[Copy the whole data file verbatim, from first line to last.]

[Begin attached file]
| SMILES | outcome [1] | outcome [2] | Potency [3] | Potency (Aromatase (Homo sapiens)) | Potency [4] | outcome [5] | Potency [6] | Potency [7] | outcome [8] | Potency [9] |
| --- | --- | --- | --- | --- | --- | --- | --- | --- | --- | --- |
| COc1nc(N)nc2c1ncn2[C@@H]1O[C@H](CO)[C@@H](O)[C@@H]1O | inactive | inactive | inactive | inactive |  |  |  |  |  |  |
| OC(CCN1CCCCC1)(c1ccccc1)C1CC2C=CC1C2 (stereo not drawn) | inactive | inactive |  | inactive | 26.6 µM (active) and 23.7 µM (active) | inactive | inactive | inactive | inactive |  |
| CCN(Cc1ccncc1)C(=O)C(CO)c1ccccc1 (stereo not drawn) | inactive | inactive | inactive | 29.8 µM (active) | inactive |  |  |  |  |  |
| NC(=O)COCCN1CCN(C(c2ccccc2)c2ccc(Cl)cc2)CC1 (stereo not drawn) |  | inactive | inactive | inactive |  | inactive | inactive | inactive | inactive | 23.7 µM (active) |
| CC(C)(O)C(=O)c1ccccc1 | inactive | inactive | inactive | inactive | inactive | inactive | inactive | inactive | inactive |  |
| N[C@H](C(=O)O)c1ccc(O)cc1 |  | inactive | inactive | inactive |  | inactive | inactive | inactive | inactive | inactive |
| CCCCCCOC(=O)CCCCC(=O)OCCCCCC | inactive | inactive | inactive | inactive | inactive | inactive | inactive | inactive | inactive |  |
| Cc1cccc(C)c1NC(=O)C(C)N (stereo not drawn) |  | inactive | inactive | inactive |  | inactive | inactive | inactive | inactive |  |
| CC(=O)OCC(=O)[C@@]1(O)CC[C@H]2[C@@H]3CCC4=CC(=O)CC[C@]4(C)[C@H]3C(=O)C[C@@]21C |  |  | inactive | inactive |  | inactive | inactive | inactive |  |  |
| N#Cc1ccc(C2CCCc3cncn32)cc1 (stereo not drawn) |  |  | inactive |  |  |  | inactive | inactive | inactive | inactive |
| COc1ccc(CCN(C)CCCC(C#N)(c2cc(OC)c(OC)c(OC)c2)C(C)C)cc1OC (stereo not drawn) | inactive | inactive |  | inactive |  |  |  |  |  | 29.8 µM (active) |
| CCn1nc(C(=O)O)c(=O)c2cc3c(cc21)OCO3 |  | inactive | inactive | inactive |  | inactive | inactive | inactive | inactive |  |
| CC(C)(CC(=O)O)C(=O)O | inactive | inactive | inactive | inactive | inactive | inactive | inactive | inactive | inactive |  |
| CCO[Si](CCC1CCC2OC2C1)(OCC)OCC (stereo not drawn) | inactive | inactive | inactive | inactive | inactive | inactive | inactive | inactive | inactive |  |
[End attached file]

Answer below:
| SMILES | outcome [1] | outcome [2] | Potency [3] | Potency (Aromatase (Homo sapiens)) | Potency [4] | outcome [5] | Potency [6] | Potency [7] | outcome [8] | Potency [9] |
| --- | --- | --- | --- | --- | --- | --- | --- | --- | --- | --- |
| COc1nc(N)nc2c1ncn2[C@@H]1O[C@H](CO)[C@@H](O)[C@@H]1O | inactive | inactive | inactive | inactive |  |  |  |  |  |  |
| OC(CCN1CCCCC1)(c1ccccc1)C1CC2C=CC1C2 (stereo not drawn) | inactive | inactive |  | inactive | 26.6 µM (active) and 23.7 µM (active) | inactive | inactive | inactive | inactive |  |
| CCN(Cc1ccncc1)C(=O)C(CO)c1ccccc1 (stereo not drawn) | inactive | inactive | inactive | 29.8 µM (active) | inactive |  |  |  |  |  |
| NC(=O)COCCN1CCN(C(c2ccccc2)c2ccc(Cl)cc2)CC1 (stereo not drawn) |  | inactive | inactive | inactive |  | inactive | inactive | inactive | inactive | 23.7 µM (active) |
| CC(C)(O)C(=O)c1ccccc1 | inactive | inactive | inactive | inactive | inactive | inactive | inactive | inactive | inactive |  |
| N[C@H](C(=O)O)c1ccc(O)cc1 |  | inactive | inactive | inactive |  | inactive | inactive | inactive | inactive | inactive |
| CCCCCCOC(=O)CCCCC(=O)OCCCCCC | inactive | inactive | inactive | inactive | inactive | inactive | inactive | inactive | inactive |  |
| Cc1cccc(C)c1NC(=O)C(C)N (stereo not drawn) |  | inactive | inactive | inactive |  | inactive | inactive | inactive | inactive |  |
| CC(=O)OCC(=O)[C@@]1(O)CC[C@H]2[C@@H]3CCC4=CC(=O)CC[C@]4(C)[C@H]3C(=O)C[C@@]21C |  |  | inactive | inactive |  | inactive | inactive | inactive |  |  |
| N#Cc1ccc(C2CCCc3cncn32)cc1 (stereo not drawn) |  |  | inactive |  |  |  | inactive | inactive | inactive | inactive |
| COc1ccc(CCN(C)CCCC(C#N)(c2cc(OC)c(OC)c(OC)c2)C(C)C)cc1OC (stereo not drawn) | inactive | inactive |  | inactive |  |  |  |  |  | 29.8 µM (active) |
| CCn1nc(C(=O)O)c(=O)c2cc3c(cc21)OCO3 |  | inactive | inactive | inactive |  | inactive | inactive | inactive | inactive |  |
| CC(C)(CC(=O)O)C(=O)O | inactive | inactive | inactive | inactive | inactive | inactive | inactive | inactive | inactive |  |
| CCO[Si](CCC1CCC2OC2C1)(OCC)OCC (stereo not drawn) | inactive | inactive | inactive | inactive | inactive | inactive | inactive | inactive | inactive |  |